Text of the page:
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The Seaside House

Living on the Water

Author: Nick Voulgaris

Publisher: Rizzoli Publications

ISBN:

Category: Architecture, Domestic

Page: 240

View: 946

Irresistible interiors that capture the essence of seaside living. Everyone dreams of a house by the sea, and this book presents the best examples of homes for escaping to the serenity of the seaside. Beautifully photographed interiors, exteriors, gardens, and patios offer a peek into these appealing homes, including Martha Stewart's Seal Harbor, Maine residence, Donna Karan's Zen-like East Hampton retreat, Tommy Hilfiger's Pop Art-inspired Miami house, and Giorgio Armani's Antigua getaway. Such top designers as Martyn Lawrence Bullard, Steven Gambrel, and Ken Fulk have decorated these lovely and inspiring homes in quintessential seaside communities, including Block Island, Harbor Island, Malibu, and Martha's Vineyard. A seaside house is a place to unwind in a relaxed setting. Yet it is also a place to entertain friends and family in style and can express a range of chic decorating and design tastes. From clean, modern beach houses to traditional-style cottages, these breathtaking interiors, presented by a team known for style and taste, will inspire homeowners, designers, and anyone who loves a water view.

Summer by the Seaside

The Architecture of New England Coastal Resort Hotels, 1820-1950

Author: Bryant Franklin Tolles

Publisher: UPNE

ISBN:

Category: Architecture

Page: 231

View: 568

A sweeping, richly illustrated architectural study of the large, historic New England coastal resort hotels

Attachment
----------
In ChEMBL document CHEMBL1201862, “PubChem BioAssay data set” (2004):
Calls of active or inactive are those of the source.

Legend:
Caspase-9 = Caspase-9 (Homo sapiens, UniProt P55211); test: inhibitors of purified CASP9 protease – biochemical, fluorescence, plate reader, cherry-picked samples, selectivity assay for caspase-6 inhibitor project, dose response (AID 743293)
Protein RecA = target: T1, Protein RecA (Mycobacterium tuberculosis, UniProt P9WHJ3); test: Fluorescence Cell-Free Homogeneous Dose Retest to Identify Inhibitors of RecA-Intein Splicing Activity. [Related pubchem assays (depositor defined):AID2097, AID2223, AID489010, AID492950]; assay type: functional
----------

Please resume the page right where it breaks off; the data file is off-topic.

The Seaside Lodge

Author: Kenneth F. Ryan Sr.

Publisher: Xlibris Corporation

ISBN:

Category: Fiction

Page: 200

View: 888

On the coast of Ireland, approximately eight miles from Dublin, lies a small fishing village. The Irish Sea and her pounding breakers have made this place a wretched spot difficult to get to. There is only one road leading into and out of Downey Lock. The village is made up of mostly anglers and their families. It is a small village with a population of two hundred and twenty-one. The majority of the properties in the village are owned by landlords who reside in England. The people residing in Downey Lock rent from these landlords every three years. There is no written contract between the village people and the wealthy aristocrats, but as long as the people make their payments for the cottages they live in and cause no trouble for the landlords, the villagers usually have no problems. The next village over from Downey Lock is Neary, approximately three miles away.

From Seaside Houses

Author:

Publisher: Pudding House Publications

ISBN:

Category:

Page: 41

View: 438

The Annual Donation Day at the Seaside House for Invalid Women, Atlantic City Will be Wednesday, July 18th, 1917

Author: Seaside House for Invalid Women

Publisher:

ISBN:

Category: Group homes for people with disabilities

Page:

View: 918

This pamphlet is a call for donations for the Seaside House for Invalid Women, which describes the organization, benefits and annual deficit. There is also a list of the Board of Managers for 1917.

Seaside

Author: Steven Brooke

Publisher: Pelican Publishing

ISBN:

Category: Architecture

Page: 134

View: 314